By LE Staff
1. Ram Chander Arjan Dass v. National Textile Corporation Ltd (Punjab And Haryana HC)
It is not disputed that there is no provision in the Act which takes the power of review from the Court acting under the Arbitration Act. In that situation, the power of review is applicable to the Courts when they decide matters under the Arbitration Act. The above view is supported from the observations of the Supreme Court in Sree Meenakshi Mills Ltd. v. Their Workmen : A.I.R. 1958 S.C. 153.
In M/S Ram Chander Arjan Dass””s case (supra), the question involved was whether the Arbitrator had the power of review or not. It was held by this Court that the provisions of the Code are applicable to the proceedings under the Arbitration Act and there was no provision in the Act which takes the power of review from the court under the Arbitration Act and therefore, the Court was competent to review its orders.
3. Maheshwari Brothers Ltd. vs National Highways Authority Of India (Calcutta HC)
It is thus clear that while dealing with a proceeding under Section 9, the Court shall have the same power for making orders as it has for the purpose of and in relation to any proceeding before it. Most of the time proceedings under Section 9 are invoked before the commencement of an arbitral process. Therefore, the availability of the review powers of a Civil Court to a Section 9 proceeding cannot be ruled out in view of Section 5 of the said Act. Section 9 proceedings before such a Court are undoubtedly proceedings in a Court of a civil jurisdiction. While dealing with such proceedings, such Courts will “have the same powers for making orders as it has for the purpose of and in relation to any proceedings before it”. This is the mandate of Section 9. There is no specific exclusion of review powers of a Civil Court as is there in the case of second appeal (Section 37(2) of the said Act).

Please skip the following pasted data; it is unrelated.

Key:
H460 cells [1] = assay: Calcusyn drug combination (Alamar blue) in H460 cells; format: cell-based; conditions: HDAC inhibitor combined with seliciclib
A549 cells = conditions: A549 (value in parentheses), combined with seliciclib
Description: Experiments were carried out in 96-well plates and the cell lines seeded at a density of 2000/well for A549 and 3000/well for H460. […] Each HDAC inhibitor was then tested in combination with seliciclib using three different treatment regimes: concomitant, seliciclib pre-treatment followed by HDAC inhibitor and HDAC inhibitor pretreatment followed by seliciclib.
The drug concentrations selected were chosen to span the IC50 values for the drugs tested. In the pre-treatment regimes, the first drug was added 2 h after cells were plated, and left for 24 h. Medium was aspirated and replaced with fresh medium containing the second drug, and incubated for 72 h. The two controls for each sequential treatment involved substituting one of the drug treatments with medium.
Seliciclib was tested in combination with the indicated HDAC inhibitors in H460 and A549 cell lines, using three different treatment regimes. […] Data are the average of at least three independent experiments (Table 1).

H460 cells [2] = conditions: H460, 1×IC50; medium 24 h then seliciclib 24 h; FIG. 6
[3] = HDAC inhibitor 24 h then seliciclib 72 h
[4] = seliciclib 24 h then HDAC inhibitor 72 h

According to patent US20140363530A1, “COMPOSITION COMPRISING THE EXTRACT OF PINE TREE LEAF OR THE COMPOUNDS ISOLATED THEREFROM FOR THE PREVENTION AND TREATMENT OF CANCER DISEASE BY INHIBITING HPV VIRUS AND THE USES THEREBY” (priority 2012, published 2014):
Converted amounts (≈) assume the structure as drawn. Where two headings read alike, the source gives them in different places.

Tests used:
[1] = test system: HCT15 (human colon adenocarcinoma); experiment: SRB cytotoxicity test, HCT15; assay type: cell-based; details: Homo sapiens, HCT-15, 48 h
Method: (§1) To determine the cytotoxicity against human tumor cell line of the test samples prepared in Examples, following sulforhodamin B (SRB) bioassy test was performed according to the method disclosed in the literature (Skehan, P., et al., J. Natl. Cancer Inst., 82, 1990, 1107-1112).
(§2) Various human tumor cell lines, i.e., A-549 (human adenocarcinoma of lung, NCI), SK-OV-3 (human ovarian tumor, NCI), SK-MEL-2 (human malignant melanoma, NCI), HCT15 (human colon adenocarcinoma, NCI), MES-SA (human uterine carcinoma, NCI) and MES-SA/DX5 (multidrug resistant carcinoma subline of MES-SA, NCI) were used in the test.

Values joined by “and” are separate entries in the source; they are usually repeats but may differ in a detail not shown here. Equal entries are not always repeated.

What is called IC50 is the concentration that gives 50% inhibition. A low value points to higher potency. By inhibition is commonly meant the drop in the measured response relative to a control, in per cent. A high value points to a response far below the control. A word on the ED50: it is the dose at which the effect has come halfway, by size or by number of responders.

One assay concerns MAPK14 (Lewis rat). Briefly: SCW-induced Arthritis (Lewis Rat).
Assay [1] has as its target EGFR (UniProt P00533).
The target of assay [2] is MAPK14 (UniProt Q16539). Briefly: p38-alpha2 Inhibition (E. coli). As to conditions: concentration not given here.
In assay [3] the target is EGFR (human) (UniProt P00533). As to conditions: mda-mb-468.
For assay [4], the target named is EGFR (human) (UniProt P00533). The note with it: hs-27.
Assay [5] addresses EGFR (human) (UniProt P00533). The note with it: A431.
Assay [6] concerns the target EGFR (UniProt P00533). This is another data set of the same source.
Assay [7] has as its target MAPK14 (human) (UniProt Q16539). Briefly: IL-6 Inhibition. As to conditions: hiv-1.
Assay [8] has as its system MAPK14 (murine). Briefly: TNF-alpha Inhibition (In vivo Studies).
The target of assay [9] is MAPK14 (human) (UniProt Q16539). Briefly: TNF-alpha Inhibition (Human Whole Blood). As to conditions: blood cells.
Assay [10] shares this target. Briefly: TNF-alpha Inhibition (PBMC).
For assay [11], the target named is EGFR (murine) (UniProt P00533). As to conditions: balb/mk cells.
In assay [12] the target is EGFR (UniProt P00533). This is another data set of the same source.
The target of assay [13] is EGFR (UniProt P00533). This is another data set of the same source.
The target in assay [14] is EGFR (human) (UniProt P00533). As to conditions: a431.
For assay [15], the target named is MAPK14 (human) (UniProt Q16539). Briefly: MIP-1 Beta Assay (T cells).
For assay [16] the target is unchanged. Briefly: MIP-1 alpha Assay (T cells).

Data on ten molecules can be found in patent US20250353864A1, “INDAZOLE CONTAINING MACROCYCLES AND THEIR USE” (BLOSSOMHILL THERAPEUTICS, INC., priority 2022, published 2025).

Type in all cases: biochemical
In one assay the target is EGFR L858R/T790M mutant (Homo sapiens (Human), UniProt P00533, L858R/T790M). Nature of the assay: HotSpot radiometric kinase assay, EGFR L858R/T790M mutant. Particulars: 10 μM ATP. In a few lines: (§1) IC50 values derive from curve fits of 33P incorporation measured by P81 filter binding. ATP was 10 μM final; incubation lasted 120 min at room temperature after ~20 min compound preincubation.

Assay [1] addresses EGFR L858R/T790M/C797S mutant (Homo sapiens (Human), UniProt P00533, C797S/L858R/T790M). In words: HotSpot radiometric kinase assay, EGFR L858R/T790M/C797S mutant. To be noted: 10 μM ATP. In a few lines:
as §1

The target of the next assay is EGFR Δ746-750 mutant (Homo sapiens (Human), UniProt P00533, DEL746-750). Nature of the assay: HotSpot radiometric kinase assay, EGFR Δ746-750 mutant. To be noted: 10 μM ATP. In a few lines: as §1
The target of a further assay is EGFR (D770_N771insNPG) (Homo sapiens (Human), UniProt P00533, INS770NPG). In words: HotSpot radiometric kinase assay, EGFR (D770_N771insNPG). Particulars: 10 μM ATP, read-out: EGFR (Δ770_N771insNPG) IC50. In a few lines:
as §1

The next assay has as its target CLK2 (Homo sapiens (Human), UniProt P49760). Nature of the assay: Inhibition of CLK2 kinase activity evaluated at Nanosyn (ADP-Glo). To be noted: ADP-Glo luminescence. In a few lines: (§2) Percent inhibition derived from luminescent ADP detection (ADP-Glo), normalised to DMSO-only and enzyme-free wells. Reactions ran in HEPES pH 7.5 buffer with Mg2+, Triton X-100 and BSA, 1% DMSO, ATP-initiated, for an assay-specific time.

4. Maharashtra Explosives Limited v. Sadiq and Company (Bombay HC at Nagpur)
The powers of review can very well be said to be specifically conferred on the court exercising jurisdiction in the proceedings under section 8 of the Arbitration Act. Even if, therefore, there is no independent provision in the Arbitration Act itself regarding the powers of review of the Court in the proceedings under the Arbitration Act, by virtue of section 41 making applicable the entire provisions of the Code of Civil Procedure to all proceedings before the Court under the Arbitration Act, the powers of review as contained in the Civil Procedure Code have to be held as specifically conferred on the Court dealing with the proceedings under the Arbitration Act.
To similar effect is the judgment in Shivdeo Singh and Ors. v. State of Punjab Ors. (AIR 1963 SC 1909), wherein the Supreme Court has stated as under:
10. … It is sufficient to say that there is nothing in Article 226 of the Constitution to preclude a High Court from exercising the power of review which inheres in every Court of plenary jurisdiction to prevent miscarriage of justice or to correct grave and palpable errors committed by it.